I Can Feel it in my Beard
Posted on January 10, 2017
During a 5e game with an old-school tone, our 5th level party found itself in a difficult fight. Thanks to a combination of poor decision making, bad die rolls, and mind flayers, the Half-Orc Barbarian found himself dead, and the player had no interest in a new character. Raise Dead, of course, states explicitly that it won’t regrow missing organs and will automatically fail if the body is missing any essential parts.
After the predictable jokes about the Half-Orc never having used his brain anyway (mind flayers!) we scraped together enough gold for a full-blown resurrection, only to be told that no one in the area could cast it. But, we knew, there was a conclave of Druids nearby with whom the group had a good relationship. And Druids, of course, can cast Reincarnation.
The Half-Orc’s player put his fate (and the party’s gold) in the hands of a single die roll and was reincarnated… as a mountain Dwarf.
After some discussion, it was agreed that the stat modifiers and most other Dwarfish characteristics should be retained (mountain Dwarves and Half-Orcs are surprisingly similar in that regard, anyway) but a few of the racial traits struck us as more a consequence of nurture than of nature. So the reincarnated Half-Orc—now a Dwarf—was allowed to retain his prowess where critical hits are concerned, but could not speak Dwarven. Nor did he possess that race’s particular insight where stonework was concerned. A good trade for the player, overall, but one with unexpectedly entertaining consequences.
Not a month after his return to the living, the party were examining a massive door to a long-forgotten tomb. The DM asked exactly what we were doing, and the now-Dwarf’s player replied nonchalantly, “I’ll get a good close look at the stone frame around the door.”
The DM came back at once with, “You barely touch the stone when a cold jolt goes up your arm and down your spine. It’s icy—you even feel the cold in the roots of your beard.”
Nothing outrageous about that—we were already expecting who-knows-what in the way of spells or undead denizens of the tomb, but the newly-minted Dwarf’s player decided to run with it.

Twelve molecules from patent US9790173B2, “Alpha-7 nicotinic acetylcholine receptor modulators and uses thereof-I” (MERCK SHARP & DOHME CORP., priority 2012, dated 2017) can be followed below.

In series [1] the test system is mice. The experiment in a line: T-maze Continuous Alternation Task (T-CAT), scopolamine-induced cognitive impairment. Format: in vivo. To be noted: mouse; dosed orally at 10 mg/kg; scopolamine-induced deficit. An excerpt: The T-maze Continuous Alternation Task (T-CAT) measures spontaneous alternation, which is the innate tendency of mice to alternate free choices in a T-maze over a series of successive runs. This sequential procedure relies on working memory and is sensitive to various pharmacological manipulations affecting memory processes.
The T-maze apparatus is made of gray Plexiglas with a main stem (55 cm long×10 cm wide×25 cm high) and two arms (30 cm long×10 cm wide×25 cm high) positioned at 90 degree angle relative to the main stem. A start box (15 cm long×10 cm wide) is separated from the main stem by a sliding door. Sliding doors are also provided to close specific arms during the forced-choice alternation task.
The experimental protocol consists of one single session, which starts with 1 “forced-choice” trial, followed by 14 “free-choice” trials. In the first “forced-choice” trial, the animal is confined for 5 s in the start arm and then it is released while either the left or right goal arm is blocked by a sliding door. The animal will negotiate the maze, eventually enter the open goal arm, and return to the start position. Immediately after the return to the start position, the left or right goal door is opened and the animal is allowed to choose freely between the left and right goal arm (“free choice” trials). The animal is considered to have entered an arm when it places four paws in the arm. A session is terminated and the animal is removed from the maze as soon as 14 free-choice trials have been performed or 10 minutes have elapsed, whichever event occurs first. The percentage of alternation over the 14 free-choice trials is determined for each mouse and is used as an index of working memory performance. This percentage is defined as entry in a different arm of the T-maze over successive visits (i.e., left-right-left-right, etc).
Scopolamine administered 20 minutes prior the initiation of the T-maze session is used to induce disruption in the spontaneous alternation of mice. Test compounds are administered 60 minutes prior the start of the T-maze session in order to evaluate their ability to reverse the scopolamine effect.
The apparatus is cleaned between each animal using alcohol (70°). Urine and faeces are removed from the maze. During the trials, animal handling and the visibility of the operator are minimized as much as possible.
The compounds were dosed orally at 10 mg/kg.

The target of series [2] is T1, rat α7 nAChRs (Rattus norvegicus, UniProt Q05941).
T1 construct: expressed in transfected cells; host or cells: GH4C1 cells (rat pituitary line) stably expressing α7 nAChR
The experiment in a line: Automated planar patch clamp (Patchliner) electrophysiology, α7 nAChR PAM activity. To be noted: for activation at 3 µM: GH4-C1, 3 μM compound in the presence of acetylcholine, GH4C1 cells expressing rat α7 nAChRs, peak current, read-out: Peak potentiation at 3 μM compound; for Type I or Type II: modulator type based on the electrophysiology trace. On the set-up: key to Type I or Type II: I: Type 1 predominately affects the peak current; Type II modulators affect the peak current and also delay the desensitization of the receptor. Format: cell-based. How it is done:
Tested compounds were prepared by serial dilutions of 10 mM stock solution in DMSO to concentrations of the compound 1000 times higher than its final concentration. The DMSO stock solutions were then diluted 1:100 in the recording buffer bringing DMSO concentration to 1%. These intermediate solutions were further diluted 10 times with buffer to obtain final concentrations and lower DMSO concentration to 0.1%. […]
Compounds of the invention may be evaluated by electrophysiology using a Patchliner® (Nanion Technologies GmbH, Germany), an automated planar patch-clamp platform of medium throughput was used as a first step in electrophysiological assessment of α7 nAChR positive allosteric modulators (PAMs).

“Holy cow guys! I think my Stonecunning is finally starting to work! I can feel it in my beard! What else can I tell about the door?”
Never one to miss a chance for a cheap laugh, the Wizard thought it would be great fun to contribute to the Dwarf’s confusion. “I cast prestidigitation. It says here I can create ‘a minor sensory experience.’ I make the stone smell… I don’t know. Really old.”
“This is truly an ancient burial place, friends. Be cautious!”
This lead immediately to a dungeon exploration that fell into a consistent pattern.
Dwarf: Let me get a good look at that stone. Hmmmm . . .
Wizard: I quietly cast prestidigitation and make the stone feel particularly smooth to the touch.
Dwarf: This . . . this is some good stone everyone. Very well worked. We are headed the right direction, I can feel it in my beard! This Stonecunning is really useful! I wonder what else I can do?
DM: 17 on the perception check huh? OK, Dwarf, you hear the sound of running water somewhere in the distance.
Wizard: More prestidigitation! I give him a momentary feeling of vertigo.
Dwarf: I think the floor slopes downwards here! Perhaps to an underground river? We must be cautious. Luckily you have me along to guide you!
The game goes on this way still. Perhaps someday the Dwarf (née Half-Orc) will get wise and the Wizard will need a Reincarnation himself. Until then, the party moves on, laughing up their sleeves at the reincarnated Half-Orc and his voyage of self-discovery.